2005’s The Gate of Gods is the third book in Martha Wells’ Fall of Ile-Rien trilogy.
Ile-Rien has fallen to the mysterious, implacable Gardier. Tremaine Valiarde managed to escape. She and her handful of allies — some from Ile-Rien, some from another timeline, and one ambiguously alive sorcerer —have taken refuge in allied Capidara. There they hope come up with a plan for defeating the invaders.
But it turns out that the Gardier have infiltrated Capidara. The supposed refuge is in no way safe.
As the Gardier discover, finding Tremaine and the other rebels is in no way the same as capturing them. Or having captured them, keeping them in captivity. Encountering the rebels usually ends badly for the Gardier.
Yet this is not enough to liberate Ile-Rien. The Gardier are something of a mystery; the mystery must be solved if they are to be defeated. The Gardier seem to be monomaniacal fanatics, who refuse to reveal anything important if captured and interrogated.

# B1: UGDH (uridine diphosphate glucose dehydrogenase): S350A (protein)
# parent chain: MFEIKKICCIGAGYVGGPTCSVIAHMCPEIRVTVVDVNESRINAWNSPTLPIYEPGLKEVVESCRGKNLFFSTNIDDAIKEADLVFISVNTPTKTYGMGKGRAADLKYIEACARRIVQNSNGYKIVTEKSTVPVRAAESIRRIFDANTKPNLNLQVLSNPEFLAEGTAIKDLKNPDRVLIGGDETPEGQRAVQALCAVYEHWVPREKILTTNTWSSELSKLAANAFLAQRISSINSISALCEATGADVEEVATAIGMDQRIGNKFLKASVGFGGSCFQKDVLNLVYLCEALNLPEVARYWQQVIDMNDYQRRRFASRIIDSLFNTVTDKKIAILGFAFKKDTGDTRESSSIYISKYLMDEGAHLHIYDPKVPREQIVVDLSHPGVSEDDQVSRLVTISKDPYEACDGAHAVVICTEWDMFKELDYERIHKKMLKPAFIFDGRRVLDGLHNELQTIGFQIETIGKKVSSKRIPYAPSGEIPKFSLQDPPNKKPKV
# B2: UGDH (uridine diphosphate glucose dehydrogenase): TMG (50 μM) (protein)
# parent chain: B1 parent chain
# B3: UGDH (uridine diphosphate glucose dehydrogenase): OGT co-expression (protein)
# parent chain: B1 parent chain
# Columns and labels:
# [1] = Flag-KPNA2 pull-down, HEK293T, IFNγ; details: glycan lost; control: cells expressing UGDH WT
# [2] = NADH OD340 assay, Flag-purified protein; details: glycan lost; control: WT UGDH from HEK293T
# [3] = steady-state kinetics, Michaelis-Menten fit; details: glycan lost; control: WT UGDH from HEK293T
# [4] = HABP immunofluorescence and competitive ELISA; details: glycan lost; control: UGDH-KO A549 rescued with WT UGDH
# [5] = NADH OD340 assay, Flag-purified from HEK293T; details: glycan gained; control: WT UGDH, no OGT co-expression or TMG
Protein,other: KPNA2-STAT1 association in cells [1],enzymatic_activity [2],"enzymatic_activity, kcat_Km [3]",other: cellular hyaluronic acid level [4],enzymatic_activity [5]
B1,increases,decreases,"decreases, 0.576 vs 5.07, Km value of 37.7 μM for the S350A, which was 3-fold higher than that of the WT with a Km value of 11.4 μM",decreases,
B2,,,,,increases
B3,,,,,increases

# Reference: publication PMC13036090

Clues to the puzzle lead the adventurers across dimensions, from modern cities to ruins so old that the names of their builders has been forgotten, from Ile-Rien where magic is respectable to a world where it is forbidden. Bits and pieces of evidence hint at a solution. Can Tremaine find it in time to save her city?
This series reminds me strongly of Andre Norton, had Norton written a more elegant prose. Gates between worlds. ancient ruins, interfering shades, cultural conflict: elements in this trilogy that appear in many Norton novels. At the risk of spoilers, I note that Norton’s Kolder and Wells’ Gardier would have much to discuss.
I read this trilogy over the space of (counts on fingers) fifteen years, with a long, long gap between The Ships of Air and The Gate of Gods . I do not recommend this approach. The trilogy is essentially one long book. If possible, acquire them all (they are all in print) and read them in one go.
This long book is not the best crafted of Wells’ novels. It is just one damn thing after another. Too many characters, too many settings, too many hair’s‑breadth escapes. But the characters are appealing and the books are reliable entertainment.